Family and Fertility

Womb Economics

Womb Economics

Are women paying the price for China's economic prosperity?

Lancer le diaporama
Commentaires (0)

The Body Economic

by Masum Momaya, Curator

Around the world, women's economic opportunities and choices have long been impacted by their ability to bear children. This has been true for women across socioeconomic classes, historically as well as in the present day. When it comes to employment and life decisions, women and their families frequently make tough choices and poignant trade-offs, which are either helped or made more difficult by public policies concerning fertility, work, and social roles. Too often, these policies are driven more by economic interests and national concerns than women's needs and rights.  Read More


Photographer M. Scott Brauer presents an intimate look at the lives and struggles of the women living in Guanyan County, a depressed region of Jiangsu Province, China.

For the first time in U.S. history, women are half of all U.S. workers, and mothers are breadwinners in nearly two-thirds of families. Heather Boushey explores how this has changed American lives.


Dorothea Diba's poem speaks about the violence against women domestic workers in the Middle East and Asia.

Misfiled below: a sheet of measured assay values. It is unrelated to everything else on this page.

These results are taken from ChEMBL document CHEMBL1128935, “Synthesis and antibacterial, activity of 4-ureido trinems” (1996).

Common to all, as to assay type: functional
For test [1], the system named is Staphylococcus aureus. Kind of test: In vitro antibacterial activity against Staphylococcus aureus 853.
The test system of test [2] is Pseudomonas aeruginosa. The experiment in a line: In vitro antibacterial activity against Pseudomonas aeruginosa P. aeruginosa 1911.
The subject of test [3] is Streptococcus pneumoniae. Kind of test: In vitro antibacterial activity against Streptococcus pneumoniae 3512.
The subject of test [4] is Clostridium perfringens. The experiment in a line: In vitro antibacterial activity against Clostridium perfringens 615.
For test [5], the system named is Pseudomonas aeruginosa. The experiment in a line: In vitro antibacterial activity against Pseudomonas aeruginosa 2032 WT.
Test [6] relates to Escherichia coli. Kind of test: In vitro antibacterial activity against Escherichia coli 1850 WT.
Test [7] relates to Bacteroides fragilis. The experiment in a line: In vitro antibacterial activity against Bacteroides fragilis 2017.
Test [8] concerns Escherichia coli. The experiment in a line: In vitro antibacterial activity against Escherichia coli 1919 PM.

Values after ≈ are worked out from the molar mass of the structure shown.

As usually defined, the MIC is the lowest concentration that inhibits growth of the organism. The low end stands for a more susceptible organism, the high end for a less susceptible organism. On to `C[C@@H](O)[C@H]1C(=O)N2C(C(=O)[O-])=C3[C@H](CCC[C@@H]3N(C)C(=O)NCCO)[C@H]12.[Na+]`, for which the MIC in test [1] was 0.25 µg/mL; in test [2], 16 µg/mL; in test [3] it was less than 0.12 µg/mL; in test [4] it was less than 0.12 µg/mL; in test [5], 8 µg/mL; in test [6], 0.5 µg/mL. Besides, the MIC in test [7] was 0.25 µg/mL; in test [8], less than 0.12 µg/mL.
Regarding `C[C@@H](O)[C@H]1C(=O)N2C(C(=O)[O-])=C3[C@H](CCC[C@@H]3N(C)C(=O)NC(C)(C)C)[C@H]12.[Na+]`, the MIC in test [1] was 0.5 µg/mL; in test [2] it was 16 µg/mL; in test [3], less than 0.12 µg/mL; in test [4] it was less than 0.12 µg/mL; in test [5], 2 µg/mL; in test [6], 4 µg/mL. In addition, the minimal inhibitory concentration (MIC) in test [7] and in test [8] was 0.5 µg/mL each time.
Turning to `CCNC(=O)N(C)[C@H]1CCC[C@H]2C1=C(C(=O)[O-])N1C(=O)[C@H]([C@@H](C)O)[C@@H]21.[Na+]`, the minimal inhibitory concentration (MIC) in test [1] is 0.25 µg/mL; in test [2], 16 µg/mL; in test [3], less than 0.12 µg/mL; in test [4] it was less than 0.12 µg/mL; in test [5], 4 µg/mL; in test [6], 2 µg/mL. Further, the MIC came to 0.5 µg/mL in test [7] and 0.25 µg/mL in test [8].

An expert sculptor in Pakistan uses unlikely materials to explore feminine and masculine domestic roles.


Costly Dream, a stunning audiovisual slideshow from Human Rights Watch and photographer Susan Meiseles, reveals the world of Southeast Asian women migrating for domestic work and the sacrifices they for dreams of a better future.

What do fertility and reproduction have to do with the economy, public health, or political stability? A lot more than we realize, says Michelle Goldberg, author of The Means of Reproduction.


Scholars from the Women's Global Health Imperative argue that giving women economic opportunities doesn't just reduce poverty; it can also reduce their risk of getting HIV/AIDS.

It's tough being a working mother in the United States, says Karenna Gore Schiff. Working parents need legal and social support. They need more choices such as full-time, part-time, flextime, and time off.



Connexion



RSS


Women, Power, and Politics